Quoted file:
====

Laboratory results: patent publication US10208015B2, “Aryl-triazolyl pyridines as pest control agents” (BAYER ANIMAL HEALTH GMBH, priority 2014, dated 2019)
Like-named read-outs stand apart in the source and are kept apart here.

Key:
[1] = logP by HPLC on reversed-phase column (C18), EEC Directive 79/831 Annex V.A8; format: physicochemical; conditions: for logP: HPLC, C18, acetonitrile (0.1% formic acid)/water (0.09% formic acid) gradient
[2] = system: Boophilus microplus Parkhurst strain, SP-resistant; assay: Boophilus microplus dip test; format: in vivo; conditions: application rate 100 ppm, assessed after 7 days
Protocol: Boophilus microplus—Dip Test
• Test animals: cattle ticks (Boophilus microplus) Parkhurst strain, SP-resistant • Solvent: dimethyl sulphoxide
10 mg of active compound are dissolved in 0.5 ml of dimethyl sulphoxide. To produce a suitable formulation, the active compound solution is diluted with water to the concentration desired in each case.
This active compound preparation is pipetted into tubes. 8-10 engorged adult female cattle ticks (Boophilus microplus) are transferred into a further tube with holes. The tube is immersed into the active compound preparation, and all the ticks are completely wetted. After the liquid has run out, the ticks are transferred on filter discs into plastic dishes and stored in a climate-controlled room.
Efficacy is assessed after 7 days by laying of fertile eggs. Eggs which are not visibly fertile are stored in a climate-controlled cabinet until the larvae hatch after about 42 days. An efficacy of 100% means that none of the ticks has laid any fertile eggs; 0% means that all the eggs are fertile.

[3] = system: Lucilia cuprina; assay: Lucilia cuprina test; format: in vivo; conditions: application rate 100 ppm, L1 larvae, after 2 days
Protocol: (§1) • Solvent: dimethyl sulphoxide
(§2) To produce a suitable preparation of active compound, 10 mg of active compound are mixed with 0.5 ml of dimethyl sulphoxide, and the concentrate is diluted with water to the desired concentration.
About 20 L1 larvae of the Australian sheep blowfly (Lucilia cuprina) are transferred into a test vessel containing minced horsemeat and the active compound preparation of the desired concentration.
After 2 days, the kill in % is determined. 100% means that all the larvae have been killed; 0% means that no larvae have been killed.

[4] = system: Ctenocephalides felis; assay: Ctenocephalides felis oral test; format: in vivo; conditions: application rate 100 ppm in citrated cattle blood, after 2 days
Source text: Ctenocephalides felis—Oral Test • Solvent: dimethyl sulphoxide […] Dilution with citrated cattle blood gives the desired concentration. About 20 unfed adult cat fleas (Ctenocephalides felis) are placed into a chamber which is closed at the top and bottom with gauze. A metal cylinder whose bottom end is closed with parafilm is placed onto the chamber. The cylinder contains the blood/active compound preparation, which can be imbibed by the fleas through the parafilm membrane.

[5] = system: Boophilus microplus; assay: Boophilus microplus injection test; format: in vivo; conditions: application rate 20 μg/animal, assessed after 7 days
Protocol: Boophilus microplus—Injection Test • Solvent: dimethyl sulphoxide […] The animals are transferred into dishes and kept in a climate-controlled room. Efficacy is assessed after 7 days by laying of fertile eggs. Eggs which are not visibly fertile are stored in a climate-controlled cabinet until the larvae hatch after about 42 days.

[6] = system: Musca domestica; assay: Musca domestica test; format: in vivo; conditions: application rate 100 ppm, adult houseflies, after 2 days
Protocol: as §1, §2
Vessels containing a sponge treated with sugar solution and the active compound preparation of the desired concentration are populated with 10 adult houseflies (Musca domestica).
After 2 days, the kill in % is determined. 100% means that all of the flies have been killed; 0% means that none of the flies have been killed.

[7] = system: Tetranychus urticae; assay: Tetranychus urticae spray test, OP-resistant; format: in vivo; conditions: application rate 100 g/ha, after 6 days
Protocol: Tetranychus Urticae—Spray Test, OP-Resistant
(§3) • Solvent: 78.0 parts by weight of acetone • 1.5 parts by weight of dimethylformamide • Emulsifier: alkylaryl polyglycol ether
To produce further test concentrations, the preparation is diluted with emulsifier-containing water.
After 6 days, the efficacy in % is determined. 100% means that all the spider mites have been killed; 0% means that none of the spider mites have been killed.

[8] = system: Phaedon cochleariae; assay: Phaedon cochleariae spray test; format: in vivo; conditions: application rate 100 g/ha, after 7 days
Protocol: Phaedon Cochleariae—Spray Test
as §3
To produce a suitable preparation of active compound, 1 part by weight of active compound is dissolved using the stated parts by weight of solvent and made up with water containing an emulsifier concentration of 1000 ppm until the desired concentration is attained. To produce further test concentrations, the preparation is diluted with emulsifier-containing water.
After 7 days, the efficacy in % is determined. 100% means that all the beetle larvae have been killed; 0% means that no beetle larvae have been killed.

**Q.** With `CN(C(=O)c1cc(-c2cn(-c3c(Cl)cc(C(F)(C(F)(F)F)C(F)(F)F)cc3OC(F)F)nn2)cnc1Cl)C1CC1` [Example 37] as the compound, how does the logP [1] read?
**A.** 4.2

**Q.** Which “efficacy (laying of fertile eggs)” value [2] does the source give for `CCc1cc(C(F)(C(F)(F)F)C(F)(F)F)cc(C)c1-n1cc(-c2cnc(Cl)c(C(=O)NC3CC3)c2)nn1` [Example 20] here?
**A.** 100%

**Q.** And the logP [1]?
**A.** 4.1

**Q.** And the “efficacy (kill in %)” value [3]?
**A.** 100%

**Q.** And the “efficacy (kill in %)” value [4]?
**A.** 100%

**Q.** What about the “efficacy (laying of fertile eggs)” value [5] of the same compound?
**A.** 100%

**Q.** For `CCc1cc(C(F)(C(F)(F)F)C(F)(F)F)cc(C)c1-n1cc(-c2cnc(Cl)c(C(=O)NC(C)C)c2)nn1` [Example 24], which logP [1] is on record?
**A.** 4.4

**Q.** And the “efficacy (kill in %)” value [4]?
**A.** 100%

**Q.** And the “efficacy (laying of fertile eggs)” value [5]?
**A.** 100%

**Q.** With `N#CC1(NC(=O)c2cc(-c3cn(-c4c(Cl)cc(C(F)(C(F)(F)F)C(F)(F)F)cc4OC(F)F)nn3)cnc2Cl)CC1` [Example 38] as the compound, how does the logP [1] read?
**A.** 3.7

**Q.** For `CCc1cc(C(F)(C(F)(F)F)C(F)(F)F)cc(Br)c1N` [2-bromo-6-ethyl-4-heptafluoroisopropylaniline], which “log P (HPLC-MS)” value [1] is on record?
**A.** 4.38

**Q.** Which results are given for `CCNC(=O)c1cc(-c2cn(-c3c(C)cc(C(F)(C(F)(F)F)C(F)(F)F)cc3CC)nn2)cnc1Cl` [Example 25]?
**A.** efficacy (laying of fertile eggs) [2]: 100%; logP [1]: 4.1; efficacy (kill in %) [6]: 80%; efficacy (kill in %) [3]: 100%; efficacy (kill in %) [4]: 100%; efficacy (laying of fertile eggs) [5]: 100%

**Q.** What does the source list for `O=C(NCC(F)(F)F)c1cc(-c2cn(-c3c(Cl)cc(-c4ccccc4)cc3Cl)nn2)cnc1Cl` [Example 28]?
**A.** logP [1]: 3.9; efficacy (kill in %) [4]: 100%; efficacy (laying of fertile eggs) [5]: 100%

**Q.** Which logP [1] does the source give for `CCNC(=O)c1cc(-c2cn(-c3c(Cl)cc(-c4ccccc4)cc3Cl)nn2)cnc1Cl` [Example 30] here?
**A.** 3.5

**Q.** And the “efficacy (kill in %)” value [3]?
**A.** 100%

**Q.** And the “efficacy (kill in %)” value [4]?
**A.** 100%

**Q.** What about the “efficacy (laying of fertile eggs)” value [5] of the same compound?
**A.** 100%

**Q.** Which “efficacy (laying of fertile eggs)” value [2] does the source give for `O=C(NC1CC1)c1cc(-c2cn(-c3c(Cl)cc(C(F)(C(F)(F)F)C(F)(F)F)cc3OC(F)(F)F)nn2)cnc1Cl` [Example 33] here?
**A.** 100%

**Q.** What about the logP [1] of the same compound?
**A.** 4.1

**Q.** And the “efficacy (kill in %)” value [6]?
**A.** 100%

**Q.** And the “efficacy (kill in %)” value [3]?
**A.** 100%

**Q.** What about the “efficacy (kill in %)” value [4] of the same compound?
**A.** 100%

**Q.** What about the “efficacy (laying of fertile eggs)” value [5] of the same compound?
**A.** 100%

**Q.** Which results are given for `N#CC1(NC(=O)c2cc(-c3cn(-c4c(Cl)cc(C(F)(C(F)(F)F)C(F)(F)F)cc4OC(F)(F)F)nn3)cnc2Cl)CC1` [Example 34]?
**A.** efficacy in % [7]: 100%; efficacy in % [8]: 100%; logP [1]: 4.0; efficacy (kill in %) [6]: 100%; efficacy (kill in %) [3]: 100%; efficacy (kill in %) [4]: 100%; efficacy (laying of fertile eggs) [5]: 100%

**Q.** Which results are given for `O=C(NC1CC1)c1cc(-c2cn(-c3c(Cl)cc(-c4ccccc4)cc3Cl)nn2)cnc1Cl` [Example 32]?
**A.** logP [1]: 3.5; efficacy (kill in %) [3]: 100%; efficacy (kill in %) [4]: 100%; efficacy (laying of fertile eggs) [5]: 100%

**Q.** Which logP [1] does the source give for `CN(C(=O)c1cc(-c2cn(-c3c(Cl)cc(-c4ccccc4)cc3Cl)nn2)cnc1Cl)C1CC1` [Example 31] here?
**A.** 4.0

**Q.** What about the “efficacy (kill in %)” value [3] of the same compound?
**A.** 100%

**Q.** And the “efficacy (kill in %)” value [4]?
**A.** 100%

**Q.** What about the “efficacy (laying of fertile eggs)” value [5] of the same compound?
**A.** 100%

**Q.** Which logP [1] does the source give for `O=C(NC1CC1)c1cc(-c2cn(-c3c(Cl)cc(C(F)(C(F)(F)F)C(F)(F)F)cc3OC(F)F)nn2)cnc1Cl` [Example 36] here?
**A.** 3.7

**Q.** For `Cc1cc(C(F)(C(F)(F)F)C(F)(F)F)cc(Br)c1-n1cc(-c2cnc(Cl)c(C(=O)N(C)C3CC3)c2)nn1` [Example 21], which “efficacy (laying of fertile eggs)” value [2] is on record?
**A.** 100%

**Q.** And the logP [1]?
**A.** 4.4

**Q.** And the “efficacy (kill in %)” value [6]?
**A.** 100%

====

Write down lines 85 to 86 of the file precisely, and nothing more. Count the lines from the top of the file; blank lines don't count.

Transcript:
**A.** 4.0

**Q.** What about the “efficacy (kill in %)” value [3] of the same compound?